Wild dogs are one of Africa’s rarest predators, and sadly, there are few remaining areas of true wilderness which offer the chance to spend quality time with these beautiful animals. Botswana is renowned for superb wild dog viewing, and we hit the jackpot once again at Selinda Camp at a time when the resident pack of wild dogs was denning. Arriving at the den we found the adults – fourteen of them – scattered around, sleeping off what had obviously been a successful hunt earlier that day.

We settled down to watch – adults and youngsters milled around, popping in and out of their den, and after a few minutes, we had counted a staggering total of sixteen four-week old pups. Their high-pitched squeaks and calls signaled their readiness to feed. In this pack, two of the adult females had given birth at the same time, and the alpha female had assumed all nursing duties. It was quite something to watch her standing patiently as all sixteen pups jostled for position. We spent an entire afternoon with the pack, watching and listening as they took turns to groom and fuss over the hyperactive youngsters. These pups will be bound to the den for another two months or so, after which they will start to venture further afield, following the adults and trailing them as they hunt.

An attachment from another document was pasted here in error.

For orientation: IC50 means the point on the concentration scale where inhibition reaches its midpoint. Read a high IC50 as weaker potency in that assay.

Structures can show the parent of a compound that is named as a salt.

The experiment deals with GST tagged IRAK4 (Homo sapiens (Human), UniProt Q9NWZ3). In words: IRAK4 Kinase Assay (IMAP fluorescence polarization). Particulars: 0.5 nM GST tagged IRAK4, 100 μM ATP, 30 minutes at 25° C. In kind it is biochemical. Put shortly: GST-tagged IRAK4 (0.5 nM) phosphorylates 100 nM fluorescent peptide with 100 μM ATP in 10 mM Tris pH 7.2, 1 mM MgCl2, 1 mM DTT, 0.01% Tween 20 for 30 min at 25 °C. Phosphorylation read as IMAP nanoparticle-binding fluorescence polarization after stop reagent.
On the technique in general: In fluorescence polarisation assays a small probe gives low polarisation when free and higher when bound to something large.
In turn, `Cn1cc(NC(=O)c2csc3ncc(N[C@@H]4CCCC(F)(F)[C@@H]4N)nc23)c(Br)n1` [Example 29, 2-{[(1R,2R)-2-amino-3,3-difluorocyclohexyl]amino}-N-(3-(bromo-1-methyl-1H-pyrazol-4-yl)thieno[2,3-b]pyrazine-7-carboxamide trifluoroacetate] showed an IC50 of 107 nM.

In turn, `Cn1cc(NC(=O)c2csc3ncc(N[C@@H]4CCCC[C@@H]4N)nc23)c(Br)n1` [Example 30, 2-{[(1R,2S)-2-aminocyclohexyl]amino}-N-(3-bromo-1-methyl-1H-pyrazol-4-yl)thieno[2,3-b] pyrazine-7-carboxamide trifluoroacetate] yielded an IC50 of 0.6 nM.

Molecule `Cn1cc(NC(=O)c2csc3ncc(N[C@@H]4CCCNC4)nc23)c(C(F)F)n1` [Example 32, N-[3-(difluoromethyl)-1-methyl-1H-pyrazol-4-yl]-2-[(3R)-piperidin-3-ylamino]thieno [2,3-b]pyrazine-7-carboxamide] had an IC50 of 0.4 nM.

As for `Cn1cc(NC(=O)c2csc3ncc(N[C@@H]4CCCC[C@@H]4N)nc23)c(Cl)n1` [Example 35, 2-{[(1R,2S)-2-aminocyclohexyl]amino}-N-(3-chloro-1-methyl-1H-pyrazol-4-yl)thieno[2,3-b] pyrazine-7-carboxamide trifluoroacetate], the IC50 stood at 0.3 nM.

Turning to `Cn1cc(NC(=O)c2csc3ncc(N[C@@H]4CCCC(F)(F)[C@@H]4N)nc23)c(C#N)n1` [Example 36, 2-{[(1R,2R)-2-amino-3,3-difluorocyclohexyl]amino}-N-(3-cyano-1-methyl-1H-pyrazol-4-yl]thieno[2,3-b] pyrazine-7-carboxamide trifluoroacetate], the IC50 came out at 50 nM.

One of the most endearing qualities of wild dogs is their genuine affection for each other – it was evident in the way that each pack member greeted the pups as if for the very first time. This enthusiasm is mutual, and the pups will carry it through into adulthood. To be able to spend time with these animals is the best way to experience their incredibly social natures, and watch their dynamic interactions. Each is important to the whole pack, and it was a true privilege to observe them at their den, unaffected by our presence, and getting on with their daily routine.